Contributed by Jennifer Pierce
When I got to college, I was pretty sure about who I was and where I wanted to go. Of course, I expanded upon those ideas throughout my college years but I had a basic foundation.
However, I realized that that was not the case for most of my fellow classmates and peers who I grew up with in school. My peers and I had similar experiences growing up so at the time I didn’t understand why they were struggling so much with their identity.
I started working with CARP LA in the fall of 2015. Throughout my time in CARP, I watched college students, with only a vague understanding of who they were and what they stood for, become re-assured of their value and committed in faith, and I thought to myself, “Does this process have to begin in college?”
A Strong Foundation
High schools have an increasing number of teenagers reporting symptoms of depression and anxiety as well as a rising incidence of teenage pregnancy and drug use. This is the environment that is supposed to prepare them for adulthood?…uh oh.
In high school, I mostly kept to myself and took it upon myself to study and apply the Unification Principles my parents shared with me. It helped me stay grounded and connected to my parents’ love.
Counter to what high school culture provided, these Principles are what gave me a strong foundation for college and sense of self. When reflecting on the status of my peers, I realized these Principles could have made a difference for them, too.
So, I started staffing a series of retreats for high schoolers in May of 2016, as a project under CARP, to raise high school students to become global leaders. One theme for this age group was abstinence as a way to develop ourselves and maintain the purity of our youth. This was a way to strengthen our personal relationships with God, our parents, ourselves, and build healthy relationships.
The series was later named HARP, the High School Association for the Research of Principles, and was to become the precursor to CARP.
As of Thursday, September 14, 2017, HARP has been officially established at Alhambra High School (AHS) as part of the Los Angeles regional CARP hub.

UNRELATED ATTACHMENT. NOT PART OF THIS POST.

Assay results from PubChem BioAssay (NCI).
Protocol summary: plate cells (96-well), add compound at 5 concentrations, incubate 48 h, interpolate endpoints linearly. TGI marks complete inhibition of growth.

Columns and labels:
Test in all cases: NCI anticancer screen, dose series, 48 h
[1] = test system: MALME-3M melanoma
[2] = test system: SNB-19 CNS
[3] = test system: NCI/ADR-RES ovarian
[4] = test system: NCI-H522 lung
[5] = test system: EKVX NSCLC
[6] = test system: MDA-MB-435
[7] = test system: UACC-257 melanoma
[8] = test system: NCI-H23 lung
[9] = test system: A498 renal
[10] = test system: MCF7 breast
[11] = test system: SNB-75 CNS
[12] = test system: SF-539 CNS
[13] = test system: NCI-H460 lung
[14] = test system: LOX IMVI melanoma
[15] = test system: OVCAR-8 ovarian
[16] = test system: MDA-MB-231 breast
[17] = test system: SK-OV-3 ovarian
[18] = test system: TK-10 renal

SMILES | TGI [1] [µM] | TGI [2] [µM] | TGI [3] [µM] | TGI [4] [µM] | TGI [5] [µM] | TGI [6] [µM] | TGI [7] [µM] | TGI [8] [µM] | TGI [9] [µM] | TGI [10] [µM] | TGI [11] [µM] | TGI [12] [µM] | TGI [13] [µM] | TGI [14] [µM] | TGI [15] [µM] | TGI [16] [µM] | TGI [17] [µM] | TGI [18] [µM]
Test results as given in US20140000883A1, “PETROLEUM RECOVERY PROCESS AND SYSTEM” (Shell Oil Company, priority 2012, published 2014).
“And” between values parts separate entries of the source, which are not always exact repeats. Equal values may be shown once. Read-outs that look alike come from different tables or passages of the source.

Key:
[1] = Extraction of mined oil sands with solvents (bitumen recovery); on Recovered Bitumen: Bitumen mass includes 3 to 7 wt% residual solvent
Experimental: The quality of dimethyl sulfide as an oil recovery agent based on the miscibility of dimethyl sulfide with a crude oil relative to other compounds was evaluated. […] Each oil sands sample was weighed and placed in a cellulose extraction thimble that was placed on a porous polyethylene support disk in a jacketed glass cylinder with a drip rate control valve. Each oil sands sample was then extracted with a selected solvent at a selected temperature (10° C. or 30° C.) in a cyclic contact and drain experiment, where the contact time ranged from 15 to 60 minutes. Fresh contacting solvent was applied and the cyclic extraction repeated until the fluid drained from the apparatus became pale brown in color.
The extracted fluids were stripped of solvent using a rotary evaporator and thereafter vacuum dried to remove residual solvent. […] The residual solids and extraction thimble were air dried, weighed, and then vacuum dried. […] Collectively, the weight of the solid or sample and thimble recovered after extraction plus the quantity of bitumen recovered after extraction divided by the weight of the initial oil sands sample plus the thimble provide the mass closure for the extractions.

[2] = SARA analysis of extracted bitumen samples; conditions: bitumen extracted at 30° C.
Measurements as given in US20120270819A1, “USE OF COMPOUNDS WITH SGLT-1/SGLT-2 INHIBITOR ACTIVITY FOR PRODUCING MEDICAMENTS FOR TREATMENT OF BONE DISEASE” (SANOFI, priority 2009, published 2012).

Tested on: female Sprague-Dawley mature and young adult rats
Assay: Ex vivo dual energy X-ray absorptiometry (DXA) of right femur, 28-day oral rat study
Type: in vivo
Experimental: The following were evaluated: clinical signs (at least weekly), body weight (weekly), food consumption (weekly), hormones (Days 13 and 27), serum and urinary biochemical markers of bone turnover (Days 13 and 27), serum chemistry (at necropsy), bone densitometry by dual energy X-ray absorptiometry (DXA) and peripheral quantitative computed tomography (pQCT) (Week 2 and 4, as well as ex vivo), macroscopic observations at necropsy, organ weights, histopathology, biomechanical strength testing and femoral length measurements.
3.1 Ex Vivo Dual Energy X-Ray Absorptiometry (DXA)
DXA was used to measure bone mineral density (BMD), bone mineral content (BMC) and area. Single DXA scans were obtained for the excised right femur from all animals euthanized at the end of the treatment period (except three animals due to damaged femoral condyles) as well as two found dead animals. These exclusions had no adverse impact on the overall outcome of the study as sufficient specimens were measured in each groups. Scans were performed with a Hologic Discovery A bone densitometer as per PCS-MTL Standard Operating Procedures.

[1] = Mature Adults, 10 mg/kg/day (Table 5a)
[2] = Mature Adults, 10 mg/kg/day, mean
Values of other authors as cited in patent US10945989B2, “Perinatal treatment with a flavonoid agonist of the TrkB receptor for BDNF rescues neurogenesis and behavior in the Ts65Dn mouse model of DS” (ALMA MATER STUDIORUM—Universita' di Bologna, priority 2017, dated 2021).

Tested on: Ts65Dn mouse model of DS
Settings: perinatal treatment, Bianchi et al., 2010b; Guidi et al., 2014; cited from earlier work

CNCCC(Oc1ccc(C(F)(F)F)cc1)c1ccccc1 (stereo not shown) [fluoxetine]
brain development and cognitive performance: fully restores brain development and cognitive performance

The two students who are spearheading this club, Naomi Kotani (aged 17) and Kayun Hiraki (aged 14), went through the HARP retreat series.
“Seeing CARP, they invest a lot, but I was wondering what I could offer [as a high school student].” – Kayun Hiraki
Both Naomi and Kayun are motivated to reach out to their peers about the Unification Principle. They want to prepare students to start reflecting on these important matters so they are better prepared for college and CARP.
Creating a Culture of Heart in High School
Along with collaborating with CARP, HARP AHS plans to host their own weekly meetings and become a positive influence on campus by being a part of the campus culture and events, like open house.
“HARP is about the research of principles; we want to know the reason behind it. During meetings, we are going to focus on discussion.” – Naomi Kotani
Finding an advisor and the required ten students proved to be a challenge for the club’s forerunners. Naomi and Kayun gathered seven others to become the school’s first HARP members.
The nine of them went out to look both for an advisor and the final required member. They pitched their club as a faith-based club focused on the idea of purity. However, they were rejected by many teachers before finally finding one.
Where There is a Will, There is a Way
Despite the struggle, the HARP members weren’t shaken.
“Since everyone’s a child of God, by keeping our purity and properly learning God’s principles, that’s the best way for God to claim us as His children. Keeping purity is the process. People get caught in false relationships. It’s not real. If you don’t feel value within yourself, it will affect all of your other relationships.” – Kayun Hiraki
They held their first meeting on Friday, September 15 during their lunch hour.
As pioneers in uncharted waters, they’re going to come against many challenges. With support and guidance from their big brothers and sisters in CARP, HARP members will be able to learn and grow from their experiences and get a jump start on making a difference around them.
Do you have a similar experience in creating something in high school? Let us know in the comments below.